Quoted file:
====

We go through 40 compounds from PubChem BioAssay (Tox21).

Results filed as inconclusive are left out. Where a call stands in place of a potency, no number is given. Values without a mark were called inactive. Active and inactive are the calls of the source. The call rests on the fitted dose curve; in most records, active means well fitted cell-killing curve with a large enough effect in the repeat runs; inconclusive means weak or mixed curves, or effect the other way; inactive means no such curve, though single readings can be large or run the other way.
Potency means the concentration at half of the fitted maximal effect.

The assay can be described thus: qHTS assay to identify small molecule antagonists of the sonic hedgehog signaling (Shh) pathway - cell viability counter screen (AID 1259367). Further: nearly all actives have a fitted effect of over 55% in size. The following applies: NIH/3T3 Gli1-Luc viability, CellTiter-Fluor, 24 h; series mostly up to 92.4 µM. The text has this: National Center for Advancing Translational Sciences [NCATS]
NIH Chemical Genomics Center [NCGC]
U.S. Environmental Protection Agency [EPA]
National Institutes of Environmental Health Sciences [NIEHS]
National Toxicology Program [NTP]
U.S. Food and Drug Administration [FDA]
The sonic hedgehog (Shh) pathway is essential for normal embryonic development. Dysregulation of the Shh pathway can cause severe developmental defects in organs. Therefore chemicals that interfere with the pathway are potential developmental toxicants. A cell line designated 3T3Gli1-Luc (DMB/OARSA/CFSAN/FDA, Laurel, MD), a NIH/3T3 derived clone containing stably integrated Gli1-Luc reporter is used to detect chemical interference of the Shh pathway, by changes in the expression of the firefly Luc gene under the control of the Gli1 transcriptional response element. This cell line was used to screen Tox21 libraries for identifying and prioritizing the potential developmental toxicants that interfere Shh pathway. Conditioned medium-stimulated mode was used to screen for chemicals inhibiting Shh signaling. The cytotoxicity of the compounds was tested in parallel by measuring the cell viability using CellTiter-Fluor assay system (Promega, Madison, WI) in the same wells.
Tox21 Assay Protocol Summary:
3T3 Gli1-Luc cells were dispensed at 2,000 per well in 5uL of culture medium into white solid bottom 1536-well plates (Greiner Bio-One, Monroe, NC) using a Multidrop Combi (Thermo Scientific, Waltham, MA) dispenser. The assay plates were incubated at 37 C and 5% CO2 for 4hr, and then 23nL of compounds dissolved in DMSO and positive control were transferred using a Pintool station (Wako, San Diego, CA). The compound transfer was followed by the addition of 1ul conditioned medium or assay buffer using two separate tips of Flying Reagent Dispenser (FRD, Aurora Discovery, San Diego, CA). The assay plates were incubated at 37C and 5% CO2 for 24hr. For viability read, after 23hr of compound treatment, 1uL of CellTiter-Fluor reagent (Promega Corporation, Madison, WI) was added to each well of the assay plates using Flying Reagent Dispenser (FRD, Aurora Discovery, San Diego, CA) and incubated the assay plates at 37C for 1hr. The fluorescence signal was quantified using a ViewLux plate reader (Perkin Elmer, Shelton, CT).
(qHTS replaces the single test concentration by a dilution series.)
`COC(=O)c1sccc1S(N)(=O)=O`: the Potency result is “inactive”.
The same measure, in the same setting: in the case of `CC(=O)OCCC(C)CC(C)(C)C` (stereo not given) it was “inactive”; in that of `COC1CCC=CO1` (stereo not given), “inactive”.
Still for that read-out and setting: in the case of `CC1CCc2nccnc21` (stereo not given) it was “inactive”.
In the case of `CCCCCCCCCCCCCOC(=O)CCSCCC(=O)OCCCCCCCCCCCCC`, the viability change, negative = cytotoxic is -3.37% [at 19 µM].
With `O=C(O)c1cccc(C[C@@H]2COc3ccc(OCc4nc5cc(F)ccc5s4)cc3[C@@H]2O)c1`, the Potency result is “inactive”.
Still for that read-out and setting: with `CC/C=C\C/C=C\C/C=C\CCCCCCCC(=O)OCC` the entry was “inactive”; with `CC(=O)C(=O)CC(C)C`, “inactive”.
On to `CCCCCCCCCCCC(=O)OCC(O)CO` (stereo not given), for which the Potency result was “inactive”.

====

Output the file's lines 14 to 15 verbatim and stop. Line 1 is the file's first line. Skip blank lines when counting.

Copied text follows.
`COC(=O)c1sccc1S(N)(=O)=O`: the Potency result is “inactive”.
The same measure, in the same setting: in the case of `CC(=O)OCCC(C)CC(C)(C)C` (stereo not given) it was “inactive”; in that of `COC1CCC=CO1` (stereo not given), “inactive”.